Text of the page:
In a Nutshell: As sales and earnings surged in the first half ended Aug. 31, online fashion retail group, with brands that include Boohoo, BoohooMan, PrettyLittleThing and Nasty Gal said it has made significant investments in an improved web site platform, added new apps, upgraded IT systems, expanded warehouse space and added new office space.

Sales: The company said group revenue for the half year increased 106 percent in the first half ended to 262.9 million pounds ($353.2 million) from 127.3 million pounds ($184.46) a year earlier, with growth across all territories and brands.

Earnings: Earnings before interest, taxes, depreciation and amortization increased 68 percent to 27.8 million pounds ($37.35) in the quarter from 16.5 million pounds ($22.17) in the prior half year, with planned investments in the customer proposition and marketing in rapidly growing sectors of the group leading to an adjusted EBITDA margin of 10.6% compared to 13 percent a year earlier.

CEO’s Take: Mahmud Kamani and Carol Kane, joint CEOs, said: “We are pleased to report excellent progress for the group in the first half of the year across all our brands. boohoo’s revenue has continued to grow across all geographies, with international growth being strongest as we continue to increase our market share overseas, and the newly acquired PrettyLittleThing brand has exceeded our growth expectations.”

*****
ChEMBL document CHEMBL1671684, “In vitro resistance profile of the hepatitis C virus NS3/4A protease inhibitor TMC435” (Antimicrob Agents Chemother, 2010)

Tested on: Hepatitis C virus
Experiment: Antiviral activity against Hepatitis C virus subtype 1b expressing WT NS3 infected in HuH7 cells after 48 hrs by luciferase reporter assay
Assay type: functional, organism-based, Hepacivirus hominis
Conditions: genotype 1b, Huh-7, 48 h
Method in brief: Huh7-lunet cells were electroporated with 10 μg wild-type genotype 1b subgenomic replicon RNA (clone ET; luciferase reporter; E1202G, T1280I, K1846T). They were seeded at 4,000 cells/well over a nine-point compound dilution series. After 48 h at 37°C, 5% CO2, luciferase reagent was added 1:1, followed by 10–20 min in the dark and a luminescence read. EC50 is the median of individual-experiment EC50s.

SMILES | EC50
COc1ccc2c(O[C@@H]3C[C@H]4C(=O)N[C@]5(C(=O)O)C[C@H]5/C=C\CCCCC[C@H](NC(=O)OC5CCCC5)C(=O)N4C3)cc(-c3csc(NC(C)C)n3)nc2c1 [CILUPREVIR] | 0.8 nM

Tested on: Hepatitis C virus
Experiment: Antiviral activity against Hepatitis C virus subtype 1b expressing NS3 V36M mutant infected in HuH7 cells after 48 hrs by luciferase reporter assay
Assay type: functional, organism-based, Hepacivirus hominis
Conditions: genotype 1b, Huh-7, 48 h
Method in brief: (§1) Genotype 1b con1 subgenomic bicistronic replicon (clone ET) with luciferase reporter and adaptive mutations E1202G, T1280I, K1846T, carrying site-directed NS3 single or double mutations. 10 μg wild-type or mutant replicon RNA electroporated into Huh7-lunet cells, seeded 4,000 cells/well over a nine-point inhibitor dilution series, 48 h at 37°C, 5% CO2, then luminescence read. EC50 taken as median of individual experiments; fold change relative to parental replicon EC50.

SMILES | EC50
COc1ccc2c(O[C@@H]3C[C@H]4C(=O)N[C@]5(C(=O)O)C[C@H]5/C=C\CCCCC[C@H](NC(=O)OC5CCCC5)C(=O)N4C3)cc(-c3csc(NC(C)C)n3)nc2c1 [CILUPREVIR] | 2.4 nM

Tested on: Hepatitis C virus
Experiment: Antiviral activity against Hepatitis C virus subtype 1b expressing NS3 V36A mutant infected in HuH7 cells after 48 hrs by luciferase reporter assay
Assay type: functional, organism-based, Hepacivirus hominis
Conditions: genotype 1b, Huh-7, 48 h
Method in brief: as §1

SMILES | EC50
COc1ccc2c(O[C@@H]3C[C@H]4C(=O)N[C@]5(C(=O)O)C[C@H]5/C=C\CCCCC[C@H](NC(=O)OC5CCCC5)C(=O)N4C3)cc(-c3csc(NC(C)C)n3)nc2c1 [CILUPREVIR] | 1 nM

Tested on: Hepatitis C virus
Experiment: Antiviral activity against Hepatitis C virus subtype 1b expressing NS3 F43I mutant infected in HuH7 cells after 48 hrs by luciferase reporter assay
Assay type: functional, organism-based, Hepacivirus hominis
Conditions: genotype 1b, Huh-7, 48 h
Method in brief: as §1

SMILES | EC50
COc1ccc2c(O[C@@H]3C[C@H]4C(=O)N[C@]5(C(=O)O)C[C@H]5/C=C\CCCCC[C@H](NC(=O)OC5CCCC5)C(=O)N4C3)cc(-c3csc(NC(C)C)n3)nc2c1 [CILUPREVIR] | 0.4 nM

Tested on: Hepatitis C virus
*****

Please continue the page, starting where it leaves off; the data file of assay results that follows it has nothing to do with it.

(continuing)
“PrettyLittleThing is fast gaining recognition amongst our target consumers as a highly desirable fashion brand in the U.K., and its international growth is very encouraging, confirming its considerable potential,” they continued. “BoohooMan has also performed very well, with high growth rates in the U.K. and overseas. Nasty Gal was rebuilt by us from virtually a zero base after acquisition in March this year and it is growing well month-on-month. The integration of the two new brands has been successful, adding diversity to our business whilst enabling us to draw upon our strengths in marketing, sourcing, operations and customer service to deliver profitable results and greatly increasing the group’s potential.”